An expert witness for the plaintiff testified Feb. 15, 2016 that talc causes ovarian cancer. Washington University’s Dr. Graham Colditz was on the witness stand all day at the fourth Johnson & Johnson talcum powder cancer trial in St. Louis.
Dr. Colditz discussed the body of epidemiological research comparing the cancer rates of talc and non-talc users. The plaintiff is Nora Daniels, a longtime talcum powder user who blames Johnson & Johnson talc for the cancerous tumor she developed and had removed in 2013.
Defense lawyers for J&J objected almost continuously all day as Dr. Colditz testified in regard to studies that found a higher likelihood of ovarian cancer in talc users, and medical agencies that have red flagged talc as a risk.
Talc causes Ovarian Cancer
“What opinion are you here to give today to this jury?” Ms. Daniels’ lawyer asked. Dr. Colditz responded: “At the bottom line, that talc causes ovarian cancer, based on the review of all the evidence.”
Dr. Colditz’ own epidemiology group at Washington University in St. Louis and the Siteman Cancer Center added talc to a website they run which allows people to assess their personal risk levels for certain diseases. He said they did so based on an accumulation of studies.
Misclassification of Talc
The plaintiff’s expert also showed the Nurses’ Health Study, which asked tens of thousands of RNs one question about talc use in 1982, then never mentioned it again in later data collections. Since the data were not accurately and cleanly traced over time, said Dr. Colditz, it was natural that the effect shown by the 1982 data would decay over time due to a known phenomenon in epidemiology called misclassification.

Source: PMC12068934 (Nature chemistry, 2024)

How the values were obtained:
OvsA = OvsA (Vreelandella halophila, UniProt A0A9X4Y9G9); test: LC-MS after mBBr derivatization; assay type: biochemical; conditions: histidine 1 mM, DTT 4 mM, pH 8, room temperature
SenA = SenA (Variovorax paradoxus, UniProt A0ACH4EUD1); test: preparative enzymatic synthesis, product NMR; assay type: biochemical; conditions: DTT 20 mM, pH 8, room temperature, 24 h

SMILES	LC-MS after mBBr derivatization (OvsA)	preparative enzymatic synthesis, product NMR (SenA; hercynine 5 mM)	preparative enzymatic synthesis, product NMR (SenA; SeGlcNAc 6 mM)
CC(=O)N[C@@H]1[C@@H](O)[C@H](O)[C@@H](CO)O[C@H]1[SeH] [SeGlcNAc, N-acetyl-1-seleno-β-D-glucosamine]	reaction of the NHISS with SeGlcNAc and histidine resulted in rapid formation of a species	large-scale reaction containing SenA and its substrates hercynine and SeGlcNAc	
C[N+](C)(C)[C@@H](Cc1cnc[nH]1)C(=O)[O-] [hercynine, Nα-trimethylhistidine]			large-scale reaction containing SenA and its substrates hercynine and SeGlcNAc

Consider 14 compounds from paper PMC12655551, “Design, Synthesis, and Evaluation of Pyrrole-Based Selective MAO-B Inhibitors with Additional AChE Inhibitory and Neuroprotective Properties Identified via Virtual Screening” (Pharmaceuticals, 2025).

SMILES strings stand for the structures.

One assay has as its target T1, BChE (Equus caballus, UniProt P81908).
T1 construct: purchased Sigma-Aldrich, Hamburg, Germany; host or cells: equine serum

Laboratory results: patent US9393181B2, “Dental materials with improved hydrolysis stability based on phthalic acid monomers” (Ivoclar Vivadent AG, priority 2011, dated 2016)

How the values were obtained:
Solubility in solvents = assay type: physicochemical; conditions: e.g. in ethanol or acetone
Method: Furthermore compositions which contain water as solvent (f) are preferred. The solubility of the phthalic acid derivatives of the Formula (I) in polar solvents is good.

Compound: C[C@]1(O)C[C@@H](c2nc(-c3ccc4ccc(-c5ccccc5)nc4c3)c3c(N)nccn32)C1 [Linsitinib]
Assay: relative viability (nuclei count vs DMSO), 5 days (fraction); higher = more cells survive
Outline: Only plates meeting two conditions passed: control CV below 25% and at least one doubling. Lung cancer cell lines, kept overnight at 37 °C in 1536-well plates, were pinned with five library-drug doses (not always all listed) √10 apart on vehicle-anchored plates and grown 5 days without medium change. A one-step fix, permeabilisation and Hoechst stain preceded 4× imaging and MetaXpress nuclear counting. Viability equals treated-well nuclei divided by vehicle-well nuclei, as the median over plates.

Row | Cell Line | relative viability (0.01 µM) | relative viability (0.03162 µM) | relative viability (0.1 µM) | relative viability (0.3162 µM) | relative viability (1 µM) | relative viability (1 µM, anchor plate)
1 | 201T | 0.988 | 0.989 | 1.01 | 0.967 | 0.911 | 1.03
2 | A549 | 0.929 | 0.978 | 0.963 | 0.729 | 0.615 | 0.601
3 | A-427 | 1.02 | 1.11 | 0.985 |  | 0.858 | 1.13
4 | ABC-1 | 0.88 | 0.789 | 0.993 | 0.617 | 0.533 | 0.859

Over time, talc users could have stopped using, and nonusers could have started, but they would remain classified as they were in 1982 for lack of follow-up. However, the study researchers did continue to count the number of cancers contracted in the entire pool over the decades. Therefore, Colditz testified, the baseline cancer rates of users and nonusers would come to appear closer than they actually are over time as more and more people jumped classifications.
Direct examination also showed a July 12, 2006 letter from J&J’s supplier, Imerys Talc America – then known as Luzenac and owned by Rio Tinto – to Mark Ellis, president of the Industrial Minerals Association, in Washington, D.C. The letter revealed that Luzenac decided to abandon funding its own study, which had been set up by a scientific researcher at Crowell & Moring.
This study proposal was first brought to Luzenac’s attention in early 2005 primarily due to the diligent efforts of Bob Glenn,” a Luzenac employee wrote to Ellis. “Luzenac has engaged the consulting services of Bob (through Crowell & Moring) for several years now. Luzenac was prepared to proceed with the study primarily because there was an excellent chance that the study could be completed and a paper written [before] the IARC review in February 2006. We felt that the injection of new data into the talc/ovarian cancer debate was essential.”
But the project was beset by delays, and after it was clear it couldn’t be finished in time to influence IARC, an agency of the World Health Organization, Luzenac abandoned the initiative. IARC ended up classifying perineal talc as a possible carcinogen.
On cross examination, J&J lawyers showed Colditz one study by the Ovarian Cancer Association Consortium, a survey looking at many studies that altogether included 8,525 cases of the cancer and 9,859 controls with no cancer. It found a “modest increased risk of epithelial ovarian cancer”– the type Ms. Daniels had – but expressed doubts regarding the trend across decades or a lifetime.
J&J attorneys hit Colditz with documents that included recent website printouts from the National Cancer Institute and the National Toxicology Program. According to Law 360, J&J counsel fought to leave the impression that the tide of science is turning against a link.
J&J’s counsel also compared talc to other products: Aloe vera, which IARC also classifies as a possible carcinogen, as well as coffee, which was delisted from that category only recently. Then, J&J brought up the subject of two well-known carcinogens, alcohol and red meat.
No Cancer Warnings for Red Meat or Liquor?
“There’s no cancer warning for alcohol that you might buy at the store, right?” J&J attorneys asked Colditz. “You’ve never seen a warning on red meat, a cancer warning on red meat at the store, have you?”
Colditz conceded he had not, although he said they might exist “on websites that talk about causes.”
The case is Swann v. Johnson & Johnson, case number 1422-CC09326-01, in the 22nd Judicial Circuit of Missouri.